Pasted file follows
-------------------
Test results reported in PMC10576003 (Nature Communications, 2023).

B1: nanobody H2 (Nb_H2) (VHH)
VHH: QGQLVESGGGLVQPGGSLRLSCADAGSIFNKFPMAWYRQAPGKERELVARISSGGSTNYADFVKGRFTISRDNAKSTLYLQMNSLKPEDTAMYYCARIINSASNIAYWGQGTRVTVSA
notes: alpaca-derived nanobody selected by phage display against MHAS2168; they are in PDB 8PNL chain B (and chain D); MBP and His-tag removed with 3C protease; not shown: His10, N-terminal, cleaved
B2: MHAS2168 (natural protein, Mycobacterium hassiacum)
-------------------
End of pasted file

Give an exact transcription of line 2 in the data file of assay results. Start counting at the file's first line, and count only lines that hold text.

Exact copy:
B1: nanobody H2 (Nb_H2) (VHH)